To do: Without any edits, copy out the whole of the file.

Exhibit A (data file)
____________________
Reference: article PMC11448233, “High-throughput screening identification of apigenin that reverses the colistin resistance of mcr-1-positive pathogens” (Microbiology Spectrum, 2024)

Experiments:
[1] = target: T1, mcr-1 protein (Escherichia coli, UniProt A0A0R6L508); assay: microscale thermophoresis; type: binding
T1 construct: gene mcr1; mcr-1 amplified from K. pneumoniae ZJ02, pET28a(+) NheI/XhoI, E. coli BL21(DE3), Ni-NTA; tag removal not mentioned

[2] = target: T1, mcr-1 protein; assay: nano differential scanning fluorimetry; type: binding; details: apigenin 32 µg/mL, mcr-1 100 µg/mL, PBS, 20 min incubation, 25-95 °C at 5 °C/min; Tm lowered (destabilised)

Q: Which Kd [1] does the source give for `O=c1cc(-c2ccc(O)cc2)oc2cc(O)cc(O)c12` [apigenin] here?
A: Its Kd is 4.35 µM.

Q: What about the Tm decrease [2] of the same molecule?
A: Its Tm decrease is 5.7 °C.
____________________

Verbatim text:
Reference: article PMC11448233, “High-throughput screening identification of apigenin that reverses the colistin resistance of mcr-1-positive pathogens” (Microbiology Spectrum, 2024)

Experiments:
[1] = target: T1, mcr-1 protein (Escherichia coli, UniProt A0A0R6L508); assay: microscale thermophoresis; type: binding
T1 construct: gene mcr1; mcr-1 amplified from K. pneumoniae ZJ02, pET28a(+) NheI/XhoI, E. coli BL21(DE3), Ni-NTA; tag removal not mentioned

[2] = target: T1, mcr-1 protein; assay: nano differential scanning fluorimetry; type: binding; details: apigenin 32 µg/mL, mcr-1 100 µg/mL, PBS, 20 min incubation, 25-95 °C at 5 °C/min; Tm lowered (destabilised)

Q: Which Kd [1] does the source give for `O=c1cc(-c2ccc(O)cc2)oc2cc(O)cc(O)c12` [apigenin] here?
A: Its Kd is 4.35 µM.

Q: What about the Tm decrease [2] of the same molecule?
A: Its Tm decrease is 5.7 °C.